I’m not as easily bothered as some editors are by such things as spelling errors or typos. I believe that just because someone uses “your” instead of “you’re” or “it’s” instead of “its” that that doesn’t mean they can’t be brilliant writers—maybe English is not their first language, or they might be dyslexic or have come to trust the spellchecker too much (as many of us do in this day-and-age). If a piece is otherwise interesting, these are easy corrections to make with a good proof reading.
SQF: What is the best part of being an editor?
SW: There are both technical and creative skills involved with editing that fulfill left and right brain functions. I like the sense of collaboration and community involved with editing. Many editors are also readers and writers of whatever genres that they are working in. As a reader, I love to share things that I’ve enjoyed reading with other readers. As a writer, I constantly learn new ideas and techniques to use in my own writing.
SQF: I read a comment by one editor who said she keeps a blacklist of authors who respond to a rejection in a less than professional manner. I'm sure you know what I mean. What do you want authors to know about the stories you reject and how authors should respond? Along this same idea, do you mind if authors reply with polite questions about the comments they receive?
SW: As a writer, I don’t understand the need to respond to a rejection. But, as an editor, I guess I wouldn’t mind a response, as long as it wasn’t an attack. When I first started editing poetry, which was back in 2005 for Doorways Magazine, I had the luxury of writing to people whose writing I liked and asking them if they would submit something. That worked for the first few issues and I was able to avoid sending out rejections, which was something, as a writer, I was a little uncomfortable doing. Then the magazine’s editor asked me to have an open reading period. At first, I was very uncomfortable with the idea that I would have to reject other writers. It ended up being a blessing in disguise because I was exposed to some great writers that I otherwise would’ve never had the opportunity to read or accept for publication.
I still have qualms about the rejection process, especially because the spec poetry community is relatively small and I know many of the poets who submit, but it is part of the job. With Abyss & Apex, we have a standard rejection form, which does make it easier, and I have three assistant editors to help me with sending these out, both of which makes it feel less personal to me.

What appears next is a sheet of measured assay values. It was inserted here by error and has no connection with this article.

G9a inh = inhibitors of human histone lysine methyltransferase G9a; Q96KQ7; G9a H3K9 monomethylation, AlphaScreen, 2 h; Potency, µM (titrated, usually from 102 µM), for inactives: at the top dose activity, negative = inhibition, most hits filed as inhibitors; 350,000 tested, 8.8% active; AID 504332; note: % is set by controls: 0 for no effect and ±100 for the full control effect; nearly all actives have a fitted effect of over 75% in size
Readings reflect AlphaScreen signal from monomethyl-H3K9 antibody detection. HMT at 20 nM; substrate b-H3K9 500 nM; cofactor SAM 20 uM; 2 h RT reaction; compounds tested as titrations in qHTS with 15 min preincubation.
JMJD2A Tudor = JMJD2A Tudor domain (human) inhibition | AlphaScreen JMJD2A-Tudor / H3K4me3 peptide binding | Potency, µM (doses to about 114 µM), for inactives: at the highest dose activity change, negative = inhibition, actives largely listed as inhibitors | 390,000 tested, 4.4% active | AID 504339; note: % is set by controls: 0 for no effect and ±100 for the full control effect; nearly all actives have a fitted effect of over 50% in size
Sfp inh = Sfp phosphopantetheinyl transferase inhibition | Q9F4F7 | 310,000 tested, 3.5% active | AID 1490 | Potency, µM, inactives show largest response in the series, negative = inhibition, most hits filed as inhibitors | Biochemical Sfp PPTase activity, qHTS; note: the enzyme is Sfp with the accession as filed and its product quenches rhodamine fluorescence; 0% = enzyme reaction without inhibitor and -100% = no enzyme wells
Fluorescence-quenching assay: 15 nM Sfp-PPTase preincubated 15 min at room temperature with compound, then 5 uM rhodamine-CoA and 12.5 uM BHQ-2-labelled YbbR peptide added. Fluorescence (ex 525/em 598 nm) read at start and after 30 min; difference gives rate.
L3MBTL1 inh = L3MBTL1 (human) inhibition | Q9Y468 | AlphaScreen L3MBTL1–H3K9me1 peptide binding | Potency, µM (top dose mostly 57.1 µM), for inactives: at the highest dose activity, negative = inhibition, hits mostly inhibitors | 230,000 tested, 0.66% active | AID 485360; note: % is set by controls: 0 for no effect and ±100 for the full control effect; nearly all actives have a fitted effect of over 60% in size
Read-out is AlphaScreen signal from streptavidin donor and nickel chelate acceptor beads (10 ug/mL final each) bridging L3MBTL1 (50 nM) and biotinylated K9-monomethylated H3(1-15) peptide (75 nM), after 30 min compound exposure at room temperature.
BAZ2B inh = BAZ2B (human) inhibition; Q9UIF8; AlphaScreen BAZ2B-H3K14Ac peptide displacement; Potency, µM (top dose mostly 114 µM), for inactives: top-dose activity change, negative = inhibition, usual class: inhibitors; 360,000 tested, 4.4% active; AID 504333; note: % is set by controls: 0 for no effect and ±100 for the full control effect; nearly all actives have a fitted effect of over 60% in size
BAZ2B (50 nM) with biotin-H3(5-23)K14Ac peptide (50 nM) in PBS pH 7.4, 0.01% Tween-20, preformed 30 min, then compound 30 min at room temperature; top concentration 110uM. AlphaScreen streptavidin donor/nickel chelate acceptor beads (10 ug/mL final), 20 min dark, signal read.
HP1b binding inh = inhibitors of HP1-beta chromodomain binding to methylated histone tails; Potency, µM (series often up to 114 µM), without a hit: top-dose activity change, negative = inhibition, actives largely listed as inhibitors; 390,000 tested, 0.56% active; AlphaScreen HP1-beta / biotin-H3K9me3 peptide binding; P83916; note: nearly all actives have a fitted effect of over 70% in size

As far as blacklisting, I believe a good editor knows how to be objective and separate the artist from the art and their personal feelings from their professional ones. I am passionately against blacklisting or any other form of censorship based on someone’s personality or politics or religion or sexual persuasions or whatever. I would only blacklist someone if I perceived them as an actual threat or they were a serial killer or a pedophile or something. I know that there are a handful of editors who will never publish me, even if I sent them a masterpiece, because we have butted-heads in social outlets such as LiveJournal or Facebook. I find that to be ridiculous and unprofessional, but that’s their right, and knowing this, I wouldn’t waste my time submitting to them.
What would I like poets to know about poems I reject? I would like them to read my answers to questions 1-3 carefully.
SQF: What one question on this topic do you wish I'd asked that I didn't? And how would you answer it?
SW: Maybe, who are some of my favorite poets? That answer can change from day to day, but there are a handful of poets that are always on that list. Some of my favorite living poets include: W. S. Merwin, Ray Bradbury, Jane Yolen, Ursula K. Le Guin, Linda D. Addison, Mike Arnzen, and John Edward Lawson. As for the classics, I’m a fan of Yates, Byron, Shelley, Blake, Milton, Goethe, Poe, Frost, and the highly underappreciated Gerard Manley Hopkins. This is, of course, hardly a comprehensive list.
Thank you, Stephen. We all appreciate you taking time from your busy schedule to participate in this project.
NEXT POST: 12/19--Six Questions for Patrick Trotti, Editor, (Short) Fiction Collective